Lucasfilm dodged a glowing, blurry, vaguely yellowish, excessively slowed-down bullet
One could summarize Rebel Moon as "the Zack Snyder of Star Wars," which would sound mean-spirited if it weren't its literal description. Conceived originally as Snyder's pitch for Lucasfilm and eventually rescued by Netflix, Rebel Moon files off the Star Wars serial numbers just enough to prevent lawsuits from the Mouse. As you would expect, it tells the story of a loosely assembled team of impromptu freedom fighters who rise up against a brutal interstellar empire. A tale as old as time, and one that Lucasfilm has kept profitable for nine movies and I forget how many TV shows. But Snyder's version of this formula, stripped of its identifiable markers for legal reasons, becomes a nameless, featureless collection of plot beats and cool poses. If there was ever a time when the infamous itch for canceling everything at Netflix could be used for good, it's now. There's no need for a Rebel Moon Part 2, or for all the multimedia spinoffs Snyder is reportedly preparing. This is not the galaxy you're looking for.
As I've written here before, I'm a fan of neither Star Wars nor Zack Snyder. Their missteps are plain to see to me. But even I was unprepared for the combination of the more generic, people-pleasing bits of the former with the more self-indulgent excesses of the latter. To put it in perspective: the production of the Barbie movie caused a brief scarcity of pink paint. Now that Rebel Moon is available on Netflix, has anyone checked on the world's supply of sepia pixels?
In theory, it should have been fascinating to watch a director's rendition of Star Wars without its distinctive visual identity. It would be a look behind the curtain, a dissection of the inner machinery that makes Star Wars go. Such a unique opportunity would help prove the case that a great portion of the transgenerational appeal of Star Wars has relied more on its art design than on its plotting. What is Star Wars without the double sunsets, the Stormtrooper armors, the outlandish hairstyles, the lightsabers? What is that story actually saying? You won't get that from Snyder's version. Instead of revealing the interior of a story without all the style getting in the way, Rebel Moon is nothing but style. Even worse, being only the first half of a planned duology, it hyperfocuses on character introductions. Far too many introductions, in fact. In a manner that brings to mind the first Suicide Squad movie, each of these heroes gets exactly one scene to look awesome and then dutifully retreats into the background, because this may be an ensemble cast, but the script only really cares for two characters.
Our protagonist, a Mysterious Lady of Mystery trying to keep a low profile in a remote rural planet but unable to keep in check her resting side-eye face, is, of course, more closely connected to the evil empire than she's let on. When a warship pays a visit to demand grain and the soldiers start getting dirty ideas about the local women, she is forced to blow her cover and singlehandedly wallops an entire squad while looking fabulous doing it. Then she runs away with her Designated Romantic Interest, but only because he knows the right people who know the right people who can help them amass forces for when the empire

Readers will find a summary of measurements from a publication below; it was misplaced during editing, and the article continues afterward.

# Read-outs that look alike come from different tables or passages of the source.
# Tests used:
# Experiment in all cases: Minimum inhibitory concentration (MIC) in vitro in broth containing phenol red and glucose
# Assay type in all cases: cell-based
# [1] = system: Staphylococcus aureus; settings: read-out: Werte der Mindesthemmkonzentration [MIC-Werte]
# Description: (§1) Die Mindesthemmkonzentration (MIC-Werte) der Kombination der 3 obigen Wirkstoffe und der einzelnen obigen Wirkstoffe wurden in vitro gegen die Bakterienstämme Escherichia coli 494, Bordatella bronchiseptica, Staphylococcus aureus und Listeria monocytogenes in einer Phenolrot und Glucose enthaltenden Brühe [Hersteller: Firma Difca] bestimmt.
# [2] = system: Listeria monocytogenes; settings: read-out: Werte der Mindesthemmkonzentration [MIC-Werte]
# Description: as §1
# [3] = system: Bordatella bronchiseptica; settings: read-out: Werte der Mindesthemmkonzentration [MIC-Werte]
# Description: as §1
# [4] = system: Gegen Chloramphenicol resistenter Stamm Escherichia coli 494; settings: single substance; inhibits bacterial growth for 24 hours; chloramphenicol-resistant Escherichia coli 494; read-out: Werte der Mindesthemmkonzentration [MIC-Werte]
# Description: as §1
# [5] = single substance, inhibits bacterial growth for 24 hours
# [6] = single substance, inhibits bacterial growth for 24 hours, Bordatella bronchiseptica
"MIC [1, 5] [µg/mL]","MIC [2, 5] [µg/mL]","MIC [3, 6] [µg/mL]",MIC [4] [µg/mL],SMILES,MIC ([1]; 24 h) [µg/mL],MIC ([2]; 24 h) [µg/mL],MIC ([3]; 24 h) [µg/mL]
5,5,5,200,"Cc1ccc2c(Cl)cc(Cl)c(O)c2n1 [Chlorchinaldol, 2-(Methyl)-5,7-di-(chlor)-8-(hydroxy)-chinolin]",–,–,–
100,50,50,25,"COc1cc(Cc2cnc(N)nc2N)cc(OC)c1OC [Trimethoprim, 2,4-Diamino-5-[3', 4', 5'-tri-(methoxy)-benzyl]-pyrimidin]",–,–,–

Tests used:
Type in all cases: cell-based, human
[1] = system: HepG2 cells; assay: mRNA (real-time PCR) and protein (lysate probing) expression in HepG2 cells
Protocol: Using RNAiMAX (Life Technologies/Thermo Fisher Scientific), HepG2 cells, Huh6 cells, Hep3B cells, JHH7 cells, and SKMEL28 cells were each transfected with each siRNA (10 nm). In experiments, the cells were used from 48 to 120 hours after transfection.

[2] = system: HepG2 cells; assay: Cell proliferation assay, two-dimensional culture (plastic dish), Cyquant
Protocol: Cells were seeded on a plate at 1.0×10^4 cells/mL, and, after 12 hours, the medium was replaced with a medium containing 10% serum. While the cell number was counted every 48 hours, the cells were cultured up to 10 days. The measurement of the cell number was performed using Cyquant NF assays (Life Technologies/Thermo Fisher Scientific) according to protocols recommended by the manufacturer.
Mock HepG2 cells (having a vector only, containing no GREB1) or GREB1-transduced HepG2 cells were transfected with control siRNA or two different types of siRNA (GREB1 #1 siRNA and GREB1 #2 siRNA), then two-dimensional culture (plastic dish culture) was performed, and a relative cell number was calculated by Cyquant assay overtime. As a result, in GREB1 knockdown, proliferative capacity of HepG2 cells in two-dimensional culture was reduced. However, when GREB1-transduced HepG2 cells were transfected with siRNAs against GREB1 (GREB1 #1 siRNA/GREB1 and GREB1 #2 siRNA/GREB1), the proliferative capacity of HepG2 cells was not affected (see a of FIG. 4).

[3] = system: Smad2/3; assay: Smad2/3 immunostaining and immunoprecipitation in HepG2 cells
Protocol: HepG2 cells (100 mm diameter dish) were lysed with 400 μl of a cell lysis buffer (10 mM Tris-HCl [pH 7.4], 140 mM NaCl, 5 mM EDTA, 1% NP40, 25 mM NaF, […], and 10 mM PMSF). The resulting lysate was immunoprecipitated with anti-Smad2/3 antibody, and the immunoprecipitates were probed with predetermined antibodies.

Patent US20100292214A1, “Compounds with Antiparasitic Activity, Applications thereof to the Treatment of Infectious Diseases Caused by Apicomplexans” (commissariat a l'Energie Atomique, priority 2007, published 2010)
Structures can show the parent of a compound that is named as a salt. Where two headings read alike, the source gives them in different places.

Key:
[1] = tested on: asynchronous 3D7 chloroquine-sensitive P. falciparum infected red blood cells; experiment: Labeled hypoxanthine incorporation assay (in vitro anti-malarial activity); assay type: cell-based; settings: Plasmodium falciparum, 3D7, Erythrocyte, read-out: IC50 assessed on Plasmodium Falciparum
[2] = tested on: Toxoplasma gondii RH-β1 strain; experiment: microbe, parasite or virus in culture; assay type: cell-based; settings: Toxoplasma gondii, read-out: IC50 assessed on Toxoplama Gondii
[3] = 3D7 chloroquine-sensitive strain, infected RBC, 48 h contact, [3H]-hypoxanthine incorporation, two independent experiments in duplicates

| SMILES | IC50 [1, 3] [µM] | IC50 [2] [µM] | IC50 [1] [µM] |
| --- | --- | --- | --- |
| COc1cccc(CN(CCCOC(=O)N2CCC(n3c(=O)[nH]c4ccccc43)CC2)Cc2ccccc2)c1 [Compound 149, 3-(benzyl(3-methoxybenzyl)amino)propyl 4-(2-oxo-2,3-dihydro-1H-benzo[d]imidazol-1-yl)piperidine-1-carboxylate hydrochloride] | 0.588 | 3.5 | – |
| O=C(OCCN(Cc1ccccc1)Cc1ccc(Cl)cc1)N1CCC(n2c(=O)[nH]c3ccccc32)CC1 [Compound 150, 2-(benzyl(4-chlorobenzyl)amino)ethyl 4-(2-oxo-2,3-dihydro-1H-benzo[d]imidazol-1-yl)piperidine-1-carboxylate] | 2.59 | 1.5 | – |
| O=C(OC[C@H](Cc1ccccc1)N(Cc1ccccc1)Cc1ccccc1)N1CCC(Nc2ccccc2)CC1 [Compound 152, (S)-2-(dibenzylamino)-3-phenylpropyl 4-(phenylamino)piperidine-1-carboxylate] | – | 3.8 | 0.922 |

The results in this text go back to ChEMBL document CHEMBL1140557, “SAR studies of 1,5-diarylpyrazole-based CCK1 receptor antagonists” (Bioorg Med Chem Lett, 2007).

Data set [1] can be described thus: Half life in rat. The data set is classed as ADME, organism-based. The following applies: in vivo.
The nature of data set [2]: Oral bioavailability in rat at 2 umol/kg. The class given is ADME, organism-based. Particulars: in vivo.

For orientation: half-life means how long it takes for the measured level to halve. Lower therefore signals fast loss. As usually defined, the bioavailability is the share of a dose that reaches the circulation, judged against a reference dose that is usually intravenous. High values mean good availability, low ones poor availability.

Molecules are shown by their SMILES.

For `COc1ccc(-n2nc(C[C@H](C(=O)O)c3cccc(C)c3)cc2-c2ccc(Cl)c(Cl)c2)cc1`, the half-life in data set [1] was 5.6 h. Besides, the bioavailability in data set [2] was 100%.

strikes back retaliates. This is the point when the plot turns into a succession of recruitment quests that go on for too long, don't serve to reveal their characters, and don't advance the story. We do get a handful of poster-worthy shots, which is what Snyder actually cares about. Instead of dramatizing the deep human questions that form the substance of the great epics, Rebel Moon is content with just looking epic.
Because filming 300 somehow didn't give Snyder his fill of rock-hard abs in desaturated slow motion, the fight scenes in Rebel Moon double down on all his filmmaking vices. You know how it goes: gory carnage filmed as if it were ballet, smoke and flying debris covering each shot you're trying to watch, and primal screams galore. The scenes that are not fights don't let the viewer have much of a breather, given Snyder's signature obsession with characters musing on a worthy way to die.
A story that consciously inserts itself in the tradition of Star Wars is expected to have something to say about empires. Episodes 4-6 showed how empires are less invincible than they make themselves appear in propaganda; episodes 1-3 showed how dangerously easy it is for a free society to degenerate into an empire; and episodes 7-9 showed how the shadow of the imperial impulse must be fought again in each generation. What say you, Episode Snyder? Empire bad. Empire go pew pew. Goodie need bigger pew pew.
Rebel Moon doesn't have time for its overcrowded cast to explore the themes of domination and exploitation in the context of the 21st century. It resorts to the most elemental trick of shining applause lights on your screen and expecting you to cheer, except these applause lights are full of dynamite. All the characterization that should make you care about these heroes is said to have been reserved for the extended cut, which says enough about Snyder's storytelling priorities. Just thinking of the fact that there is an extended cut makes me shudder with terror. I felt dead inside after spending two hours with this troupe of one-note permascowls, and I can't think of a good reason to add another full hour (and a sequel, and an extended cut of the sequel) to that ordeal.
Nerd Coefficient: 3/10.
POSTED BY: Arturo Serrano, multiclass Trekkie/Whovian/Moonie/Miraculer, accumulating experience points for still more obsessions.